Facts and FAQs



Assessment originates with Latin word assidere that combines the word “sedere” meaning to sit and “ad” meaning beside. Over the years, the word assessor has expanded to mean one who fixes the worth of something (such as for taxation) and also one who estimates the value of something. In education, assessment has been reshaped to mean a measure of knowledge and skills used to evaluate individuals, classrooms, schools, districts, and the educational system as a whole.

Students have been sitting for tests for centuries. Instead of using assessment interchangeably with the word measurement (the assignment of a numerical value), let’s use it to describe teachers and students working together to make progress towards mastery.



  • About 56 million students are enrolled in approximately 99,000 public elementary and secondary schools in the U.S. The number is 76 million if you include pre-K to college.
  • Before the school year is out, an estimated $620 billion will be spent on education (ed.gov).
  • About 3 million students graduate from high school each year. http://nces.ed.gov/fastfacts/
  • There are over 7 million teachers in the U.S. from pre-K to 12th grade.
  • In 1920 8,000 students took the SAT; today 1.5 million students take it annually.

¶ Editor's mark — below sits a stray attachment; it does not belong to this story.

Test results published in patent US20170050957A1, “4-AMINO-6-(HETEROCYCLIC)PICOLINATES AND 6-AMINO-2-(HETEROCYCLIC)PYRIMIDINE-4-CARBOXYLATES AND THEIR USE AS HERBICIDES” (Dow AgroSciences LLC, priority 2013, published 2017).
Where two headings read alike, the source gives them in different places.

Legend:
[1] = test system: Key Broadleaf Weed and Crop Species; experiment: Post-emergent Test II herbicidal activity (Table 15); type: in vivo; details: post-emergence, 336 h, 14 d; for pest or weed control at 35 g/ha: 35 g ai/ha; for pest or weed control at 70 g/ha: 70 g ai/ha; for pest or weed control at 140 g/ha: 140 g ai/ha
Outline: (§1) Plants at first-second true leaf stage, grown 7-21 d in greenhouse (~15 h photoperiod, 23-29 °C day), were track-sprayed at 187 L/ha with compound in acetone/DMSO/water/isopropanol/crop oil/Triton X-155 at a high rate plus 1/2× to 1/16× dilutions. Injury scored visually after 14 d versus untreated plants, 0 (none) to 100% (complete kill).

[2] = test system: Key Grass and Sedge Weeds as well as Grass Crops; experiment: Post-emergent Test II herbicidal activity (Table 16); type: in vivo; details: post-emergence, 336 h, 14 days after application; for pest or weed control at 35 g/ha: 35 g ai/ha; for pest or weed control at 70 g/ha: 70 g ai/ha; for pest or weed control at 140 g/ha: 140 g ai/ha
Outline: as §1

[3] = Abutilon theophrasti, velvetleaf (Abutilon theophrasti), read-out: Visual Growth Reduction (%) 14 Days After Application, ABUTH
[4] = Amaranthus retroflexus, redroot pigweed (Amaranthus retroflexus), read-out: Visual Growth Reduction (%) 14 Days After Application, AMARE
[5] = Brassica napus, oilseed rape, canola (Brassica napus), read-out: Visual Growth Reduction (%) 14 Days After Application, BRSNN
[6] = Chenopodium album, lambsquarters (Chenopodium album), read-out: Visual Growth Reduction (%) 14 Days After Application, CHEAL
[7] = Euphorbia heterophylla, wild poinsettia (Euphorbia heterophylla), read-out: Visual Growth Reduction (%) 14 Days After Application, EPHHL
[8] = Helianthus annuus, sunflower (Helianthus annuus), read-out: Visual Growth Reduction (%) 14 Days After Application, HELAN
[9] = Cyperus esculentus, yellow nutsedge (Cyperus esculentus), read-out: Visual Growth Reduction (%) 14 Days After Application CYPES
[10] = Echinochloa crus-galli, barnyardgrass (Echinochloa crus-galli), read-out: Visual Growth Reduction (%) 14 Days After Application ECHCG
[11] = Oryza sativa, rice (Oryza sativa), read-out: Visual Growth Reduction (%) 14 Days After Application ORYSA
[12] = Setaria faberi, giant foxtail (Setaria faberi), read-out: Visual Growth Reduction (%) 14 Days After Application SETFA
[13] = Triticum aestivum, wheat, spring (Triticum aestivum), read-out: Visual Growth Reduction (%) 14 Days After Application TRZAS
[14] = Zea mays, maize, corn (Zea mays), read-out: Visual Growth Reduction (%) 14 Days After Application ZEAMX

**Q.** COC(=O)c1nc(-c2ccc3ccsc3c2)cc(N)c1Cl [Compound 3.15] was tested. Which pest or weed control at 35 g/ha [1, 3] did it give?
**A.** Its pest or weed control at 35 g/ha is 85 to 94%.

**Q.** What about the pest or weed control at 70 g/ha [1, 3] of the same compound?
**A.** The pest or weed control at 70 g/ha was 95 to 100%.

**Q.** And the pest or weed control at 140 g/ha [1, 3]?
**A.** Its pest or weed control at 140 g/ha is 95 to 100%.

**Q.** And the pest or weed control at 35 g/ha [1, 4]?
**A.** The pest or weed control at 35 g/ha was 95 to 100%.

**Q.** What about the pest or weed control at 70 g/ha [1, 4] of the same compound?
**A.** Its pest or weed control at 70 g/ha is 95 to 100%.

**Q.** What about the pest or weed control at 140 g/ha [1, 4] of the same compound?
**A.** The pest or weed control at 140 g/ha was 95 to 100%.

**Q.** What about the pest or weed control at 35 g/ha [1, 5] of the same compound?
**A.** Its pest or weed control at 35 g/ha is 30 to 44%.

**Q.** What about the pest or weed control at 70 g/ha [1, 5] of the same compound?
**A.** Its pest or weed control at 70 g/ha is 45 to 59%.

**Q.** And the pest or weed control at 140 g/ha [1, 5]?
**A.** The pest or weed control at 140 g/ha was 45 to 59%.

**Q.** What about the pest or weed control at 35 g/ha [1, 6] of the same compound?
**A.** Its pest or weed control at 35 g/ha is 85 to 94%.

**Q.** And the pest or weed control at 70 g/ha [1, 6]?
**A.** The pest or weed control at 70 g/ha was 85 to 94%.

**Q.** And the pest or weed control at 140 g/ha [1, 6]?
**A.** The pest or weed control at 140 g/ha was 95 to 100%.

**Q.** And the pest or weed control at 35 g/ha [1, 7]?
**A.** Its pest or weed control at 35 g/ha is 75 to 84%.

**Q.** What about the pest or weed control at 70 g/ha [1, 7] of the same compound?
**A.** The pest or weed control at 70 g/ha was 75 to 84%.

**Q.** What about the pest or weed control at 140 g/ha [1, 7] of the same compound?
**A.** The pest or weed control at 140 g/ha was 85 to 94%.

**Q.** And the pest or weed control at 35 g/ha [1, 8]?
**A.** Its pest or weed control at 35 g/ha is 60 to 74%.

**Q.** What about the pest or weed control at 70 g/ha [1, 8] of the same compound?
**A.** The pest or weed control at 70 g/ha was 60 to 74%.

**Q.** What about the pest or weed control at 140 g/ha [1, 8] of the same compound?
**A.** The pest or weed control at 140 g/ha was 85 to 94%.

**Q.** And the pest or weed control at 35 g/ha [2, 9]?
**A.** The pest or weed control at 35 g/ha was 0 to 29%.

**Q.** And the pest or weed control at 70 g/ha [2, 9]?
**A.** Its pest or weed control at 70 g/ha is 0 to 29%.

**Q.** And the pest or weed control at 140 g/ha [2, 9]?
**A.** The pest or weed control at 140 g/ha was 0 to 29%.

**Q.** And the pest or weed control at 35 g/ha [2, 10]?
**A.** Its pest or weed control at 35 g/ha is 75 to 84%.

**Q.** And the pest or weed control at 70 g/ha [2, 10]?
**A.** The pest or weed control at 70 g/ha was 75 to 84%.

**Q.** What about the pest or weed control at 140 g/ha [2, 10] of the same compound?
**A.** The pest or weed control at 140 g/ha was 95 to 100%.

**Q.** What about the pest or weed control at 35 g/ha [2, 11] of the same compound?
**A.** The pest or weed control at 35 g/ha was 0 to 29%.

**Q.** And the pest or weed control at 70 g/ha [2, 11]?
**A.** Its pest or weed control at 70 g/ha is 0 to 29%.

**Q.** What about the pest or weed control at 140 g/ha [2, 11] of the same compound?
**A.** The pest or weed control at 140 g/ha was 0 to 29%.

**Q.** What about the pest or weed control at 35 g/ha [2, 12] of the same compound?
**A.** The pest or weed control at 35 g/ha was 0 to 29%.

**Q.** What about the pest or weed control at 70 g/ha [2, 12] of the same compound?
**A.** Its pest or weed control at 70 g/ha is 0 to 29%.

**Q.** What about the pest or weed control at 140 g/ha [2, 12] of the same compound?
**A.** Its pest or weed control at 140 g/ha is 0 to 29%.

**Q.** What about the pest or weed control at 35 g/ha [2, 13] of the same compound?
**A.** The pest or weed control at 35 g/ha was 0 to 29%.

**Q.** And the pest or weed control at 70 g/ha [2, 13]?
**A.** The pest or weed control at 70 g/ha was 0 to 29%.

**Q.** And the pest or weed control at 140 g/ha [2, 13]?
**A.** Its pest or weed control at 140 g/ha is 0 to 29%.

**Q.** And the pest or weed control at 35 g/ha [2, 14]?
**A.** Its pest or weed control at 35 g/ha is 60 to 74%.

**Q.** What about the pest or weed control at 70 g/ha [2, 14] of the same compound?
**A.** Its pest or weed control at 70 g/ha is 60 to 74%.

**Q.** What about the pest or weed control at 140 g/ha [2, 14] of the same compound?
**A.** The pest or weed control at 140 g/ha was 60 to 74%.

• Each student takes over 15, 000 tests and assessments during their school years.
  • In 1995 the U.S. ranked #1 in the world in college graduation rates, in 2006 it was 15th. Out of 30 developed countries, U.S. students ranked 25th in math and 21st in science. Organisation for Economic Co-operation and Development (OECD)
  • The equivalent of 37,000 libraries of congress of new information is produced each year. (Lyman and Varian, 2003) How can it be possible to include all that knowledge in standardized tests?



1900: The College Entrance Exam Board creates a common exam for all entrants
1918: Alfred Binet creates the first intelligence tests
1957: Sputnik is launched. In response, the federal government increases in role in education
1965: President Lyndon Johnson signs into law the Elementary and Secondary Education Act (ESEA)
1969: NAEP (National Assessment of Education Progress) begins
1983: A Nation at Risk is published
2000: The Organisation for Economic Co-operation and Development (OECD) begins PISA (the Programme for International Student Assessment)
2002: ESEA is renewed as “No Child Left Behind”
2014: Standardized Common Core testing begins
2015: ESEA is reauthorized as ESSA


“It is in fact nothing short of a miracle that the modern methods of instruction and assessment have not yet entirely strangled the curiosity and inquiry.”
~ Albert Einstein

“Assessment efforts should not be concerned about valuing what can be measured but, instead, about measuring that which is valued.”
~ T.W. Banta

“Believing we can improve schooling with more tests is like believing you can make yourself grow taller by measuring your height.”
~ Robert Schaeffer

“Life is a process of measuring. The lasting measure of good teaching is what the individual student learns and carries away. “
~ Stanford Erickson

“All our knowledge has its origins in our perceptions.”
~ Leonardo da Vinci